Scott Ellsworth's The World Beneath Their Feet was a fun summer read. I suppose I'd call it "sports history", and it indeed has a little of both (sports and history) sprinkled together.
Ellsworth picks an approximately 20 year period, from the early 1930's up through 1953, to focus on, and he manages to cover a lot of story telling in a fairly compact 300 or so pages (plus some nice sections of notes and references at the end).
The mountaineering parts were fun for me, and drew me to the book in the first place, but to be honest I found some of the history parts more interesting. For example, there was a sizable discussion of how the rise of the Nazi Party in Germany dramatically affected the mountaineering world, as Munich changed from being the gateway to the Alps into being the birthplace of National Socialism.
The old Munich was also gone.
While waitresses in dirndls still served massive joints of Schweinebraten at the Augustiner, the city that had once charmed visitors as different as Mark Twain and Wassily Kandinsky was no more. It had been swept away by a tidal wave of hate-filled speeches and miliary parades, poison-pen editorials and spit-shined jackboots. It had gone up in smoke and kerosene, in piles of books set ablaze on ancient cobblestone streets, or with the click of a revolver behind a locked jailhouse door. And it had simply vanished, with a pink slip set upon one's desk, the neighbor who no longer said hello, or a knock upon the door in the middle of the night.
More interesting to me was the discussion of how mountaineering changed central Asia, specifically the people and communities of places like Nepal, Bhutan, Tibet, Sikkim, Baltistan, Kashmir, and more.
Darjeeling had the feel of a way station placed midway between heaven and earth. [...] Founded as a seasonal retreat for colonial administrators and army officers seeking to escape the blazing heat of Indian summers, the British transformed the remote hill station, accessible by a fifty-mile small-gauge railroad, into a slice of home. Cotswold cottages and Tudor mansions sprouted along the hillsides, complete with rose gardens in the back and Wedgwood teapots and soup tureens nestled in mahogany china cabinets. [...] But Darjeeling was a Nepali town as well. When British planters ventured that the lush, dripping, and often cloud-covered hills nearby might be a good place to grow tea, they hit the jackpot. [...] And as the word leaked out among the Sherpa communities in Nepal that good wages could be earned by lugging heavy boxes and daypacks up the slopes of the Himalayas for the British, the Germans, and others, members of the Sherpa enclave on the backside of Darjeeling began to utter quiet prayers in the smoky air of a nearby Buddhist monastery and keep their ears peeled for news of another expedition.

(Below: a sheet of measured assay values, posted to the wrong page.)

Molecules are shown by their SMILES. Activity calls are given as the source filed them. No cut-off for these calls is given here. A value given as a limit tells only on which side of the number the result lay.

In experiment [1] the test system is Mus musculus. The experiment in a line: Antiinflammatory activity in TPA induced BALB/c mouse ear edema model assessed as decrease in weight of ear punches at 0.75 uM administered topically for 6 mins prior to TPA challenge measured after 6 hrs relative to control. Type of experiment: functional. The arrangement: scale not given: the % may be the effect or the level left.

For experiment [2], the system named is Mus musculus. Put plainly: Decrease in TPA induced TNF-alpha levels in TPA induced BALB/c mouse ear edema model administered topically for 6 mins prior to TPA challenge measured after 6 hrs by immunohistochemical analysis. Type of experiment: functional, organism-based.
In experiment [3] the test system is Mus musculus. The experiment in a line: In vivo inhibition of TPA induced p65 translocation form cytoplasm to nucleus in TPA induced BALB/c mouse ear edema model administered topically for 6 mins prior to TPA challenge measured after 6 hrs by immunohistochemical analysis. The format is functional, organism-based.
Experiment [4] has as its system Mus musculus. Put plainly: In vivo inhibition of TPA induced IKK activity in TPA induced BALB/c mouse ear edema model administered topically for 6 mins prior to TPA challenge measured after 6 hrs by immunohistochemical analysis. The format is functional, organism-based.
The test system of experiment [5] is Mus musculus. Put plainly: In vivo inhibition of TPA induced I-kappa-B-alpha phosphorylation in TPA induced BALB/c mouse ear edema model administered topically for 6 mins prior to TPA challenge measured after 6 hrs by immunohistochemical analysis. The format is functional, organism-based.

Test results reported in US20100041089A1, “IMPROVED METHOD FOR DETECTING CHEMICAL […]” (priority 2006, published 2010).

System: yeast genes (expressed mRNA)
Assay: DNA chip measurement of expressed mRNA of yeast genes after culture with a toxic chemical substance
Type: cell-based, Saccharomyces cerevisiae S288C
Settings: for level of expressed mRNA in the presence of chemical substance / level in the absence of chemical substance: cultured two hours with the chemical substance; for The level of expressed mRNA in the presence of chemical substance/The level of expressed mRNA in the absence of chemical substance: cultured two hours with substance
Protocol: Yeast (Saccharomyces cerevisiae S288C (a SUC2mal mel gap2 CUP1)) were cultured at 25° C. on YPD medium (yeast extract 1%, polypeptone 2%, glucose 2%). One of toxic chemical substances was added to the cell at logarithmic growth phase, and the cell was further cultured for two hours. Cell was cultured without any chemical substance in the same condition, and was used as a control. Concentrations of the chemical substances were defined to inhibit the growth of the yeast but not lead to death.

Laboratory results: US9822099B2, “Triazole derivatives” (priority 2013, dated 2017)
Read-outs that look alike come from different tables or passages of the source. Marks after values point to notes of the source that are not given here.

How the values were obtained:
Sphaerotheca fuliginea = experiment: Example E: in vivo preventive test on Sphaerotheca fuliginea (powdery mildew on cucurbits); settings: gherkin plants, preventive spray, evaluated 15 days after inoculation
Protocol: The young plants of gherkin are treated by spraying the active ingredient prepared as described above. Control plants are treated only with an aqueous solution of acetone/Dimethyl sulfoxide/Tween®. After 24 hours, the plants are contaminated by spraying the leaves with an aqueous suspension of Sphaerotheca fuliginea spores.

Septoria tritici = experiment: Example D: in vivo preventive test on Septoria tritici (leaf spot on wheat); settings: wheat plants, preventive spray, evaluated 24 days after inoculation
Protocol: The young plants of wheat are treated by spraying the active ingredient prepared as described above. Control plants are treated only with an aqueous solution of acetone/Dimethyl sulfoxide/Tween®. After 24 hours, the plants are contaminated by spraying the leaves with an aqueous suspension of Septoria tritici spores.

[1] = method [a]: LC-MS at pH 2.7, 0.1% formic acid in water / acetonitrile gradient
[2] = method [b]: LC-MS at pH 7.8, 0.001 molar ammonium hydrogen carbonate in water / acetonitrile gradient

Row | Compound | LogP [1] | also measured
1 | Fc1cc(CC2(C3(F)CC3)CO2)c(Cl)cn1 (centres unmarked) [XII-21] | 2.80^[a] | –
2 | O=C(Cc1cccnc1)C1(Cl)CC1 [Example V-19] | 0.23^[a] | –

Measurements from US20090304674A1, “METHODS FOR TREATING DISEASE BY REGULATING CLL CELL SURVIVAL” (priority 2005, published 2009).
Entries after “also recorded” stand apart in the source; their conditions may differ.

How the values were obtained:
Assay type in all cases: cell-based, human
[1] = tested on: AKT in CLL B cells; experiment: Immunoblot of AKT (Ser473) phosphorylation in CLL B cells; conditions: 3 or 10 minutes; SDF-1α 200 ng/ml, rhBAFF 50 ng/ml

And a particularly important contribution of the book is to help tell the story of how the end of Colonalism eventually changed the relationships between the British and their former subjects, and how mountaineering in particular helped to accelerate that change.
The underlying issues, of course, went much deeper. And nobody knew that quite as well as Tenzing. "With the Swiss and the French I had been treated as a comrade, and equal, in a way that is not possible for the British," he said. The Raj was gone, and the Empire was soon to follow. [...] Both Hillary and Tenzing had been keeping their eyes out for a potential climbing partner, and they were impressed by what they observed in each other. [...] Tenzing later recalled, "What was important was that, as we climbed together and became used to each other, we were becoming a strong and confident team." [...] Later, in camp, Hillary told some of the other climbers, "Without Tenzing I would have been finished today."
Back and forth the book meanders, roughly chronologically, interspersing rousing tales of mountain adventures with interludes of social and political change (as well as some technological change). Ellsworth is effective in this technique, keeping multiple story lines afloat and never wandering too far from his core characters, the hundred or so extreme adventurers who obsessively returned to the mountains again and again to try to reach the top.
I particularly enjoyed two selections of old photographs, some of them nearly a hundred years old, which helped bring life to the stories. Don't miss the wonderful picture of Tenzing and Hillary from June 6, 1953, just eight days after reaching the summit of Everest! However, some of the pictures worked better than others. I thought the pictures of the Sherpas, Baltis, and other mountain dwellers were far more interesting than the pictures of wealthy British expeditioneers. And the picture of Leni Riefenstahl posed on a slope in the Alps seemed entirely gratuitious, as The World Beneath Their Feet found almost nothing to say about her beyond a single one-sentence reference to a "sultry, twenty-four-year-old former dancer".
Though I didn't learn very much new from The World Beneath Their Feet, I enjoyed many of the stories of these adventuresome days, and recommend it to anyone who wants to learn more about the early days of climbing in the Himalayas.